The financial industry is responding to the coronavirus in a proactive way.

How the banking industry is responding to COVID-19

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Health experts forecasted it, and now it's certain: the novel coronavirus is officially a global pandemic. The World Health Organization made this decision prompted by the fact that a growing number of people are testing positive. As recently as a month or so ago, only about 12 people in the U.S. were diagnosed with the contagion, which is more formally known as COVID-19. Based on the last figures available from the Center for Systems Science and Engineering at Johns Hopkins University, the total has surpassed 4,281 cases in the U.S with over 181,121 cases confirmed worldwide, as of March 16. The global figure may be even higher, according to ncov2019.live, which puts the figure at 181,590 cases.

Classes and sporting events postponed
Reaction to the outbreak has been swift. In a nationally televised address, President Donald Trump has declared a travel ban on all flights emanating from Europe. Hundreds of colleges and universities have either canceled classes or are transitioning to all-online, at least temporarily. Public schools are shuttering. The NBA, which initially announced games would go on but without fans in attendance, opted instead to postpone all play for the foreseeable future. The NCAA Men's College Basketball Tournament was canceled as well. 

The events surrounding this latest health crisis have brought new meaning to the term "March Madness." As a banking professional, you may wonder how the industry is coordinating to mount an effective response. For the most part, they're erring on the side of caution. 

"Some banks are waiving fees and penalties to ease financial stress."

For example, in anticipation of the potential for economic hardships – both for individual customers as well as small-business owners – Citi is waiving fees and penalties on certain products and early withdrawals, ATM Marketplace reported.

Anand Selva, CEO for U.S. consumer banking at Citi, said these measures are designed to reduce stress and prevent people from becoming overly alarmed.

"This is a rapidly evolving situation and we want our customers to know we are here to provide assistance should they need it," Selva explained. "We continue to monitor developments closely and will evaluate additional actions to support our clients and communities as needs arise."

From a physical perspective, some institutions in high incidence areas are adjusting lobby hours and access and putting the emphasis on the drive-up to promote "social distancing."

In keeping with health experts' recommendations to avoid large crowds, several conferences and forums scheduled for March or later this spring are on hold or postponed, ATM Marketplace reported separately. These include Fiserv Inc.'s investor conference held in New York City and CO-OP Financial Services' THINK 20, now scheduled to run between Aug. 17-20 from its original May 4-7. Dallas will remain the host city.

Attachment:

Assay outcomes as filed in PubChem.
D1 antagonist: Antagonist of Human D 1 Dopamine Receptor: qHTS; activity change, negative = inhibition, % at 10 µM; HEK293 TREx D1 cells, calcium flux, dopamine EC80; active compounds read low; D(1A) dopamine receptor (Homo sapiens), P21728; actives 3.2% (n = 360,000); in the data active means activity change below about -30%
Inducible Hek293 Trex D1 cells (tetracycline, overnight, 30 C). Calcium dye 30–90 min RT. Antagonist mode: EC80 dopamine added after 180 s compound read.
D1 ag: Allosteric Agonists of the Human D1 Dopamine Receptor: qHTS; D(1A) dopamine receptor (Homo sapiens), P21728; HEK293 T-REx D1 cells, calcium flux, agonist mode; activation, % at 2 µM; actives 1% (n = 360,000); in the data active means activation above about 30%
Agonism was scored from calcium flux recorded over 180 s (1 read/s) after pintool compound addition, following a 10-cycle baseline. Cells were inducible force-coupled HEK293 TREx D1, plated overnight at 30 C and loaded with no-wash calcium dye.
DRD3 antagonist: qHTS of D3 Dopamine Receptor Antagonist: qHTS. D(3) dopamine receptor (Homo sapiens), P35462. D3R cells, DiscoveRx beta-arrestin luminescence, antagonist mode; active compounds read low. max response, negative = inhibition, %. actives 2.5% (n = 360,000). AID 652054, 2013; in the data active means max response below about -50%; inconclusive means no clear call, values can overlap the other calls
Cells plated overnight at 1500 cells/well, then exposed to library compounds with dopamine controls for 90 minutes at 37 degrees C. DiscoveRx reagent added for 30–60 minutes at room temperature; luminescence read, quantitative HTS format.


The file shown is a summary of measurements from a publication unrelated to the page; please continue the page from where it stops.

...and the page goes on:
What should you do next?
Regulatory agencies and authorities are issuing best practice guidance and recommendations amid the coronavirus crisis. The Federal Financial Institutions Examinations Council in early March issued a 10-page interagency brief that it urges banks, branches and credit unions to take under advisement. For the most part, the steps recommended are in line with other epidemics that have occurred over the years, such as H1N1 (swine flu), SARS, Avian flu and Ebola.

"Pandemic planning presents unique challenges to financial institution management," FFIEC said in a statement, as reported by American Banker. "Unlike natural disasters, technical disasters, malicious acts, or terrorist events, the impact of a pandemic is much more difficult to determine because of the anticipated difference in scale and duration."

In short, every FI – whether they maintain only one location or multiple – has some decisions to make: continue operations as they normally would or take proactive measures that  may affect customers' day-to-day banking activities? 

Whatever steps banking execs and managers implement should be taken cautiously and seriously. Perhaps the best thing to do is remain vigilant and follow regulators' recommendations, including the Federal Deposit Insurance Corporation, Office of the Comptroller of the Currency and Federal Reserve:

  • Enhance communication with critical service providers and employees to improve hygiene best practices (e.g. washing hands vigorously, disinfecting frequently touched surfaces, etc.).
  • Develop an action plan and workarounds in the event of a community-wide outbreak.
  • Stay abreast of the very latest on coronavirus relief and containment efforts through reliable news sources.
  • Consider reducing direct contact with staff and urge sick employees to stay home.
  • Install an oversight program to coordinate and revise actions plans accordingly.

More than anything else, try to stay calm. We're all in this together, and at BranchServ, we'll do whatever we can to help you get through this period of uncertainty. Let us know what we can do to help you cope; it's in times like these that we in the banking community need to support each other most.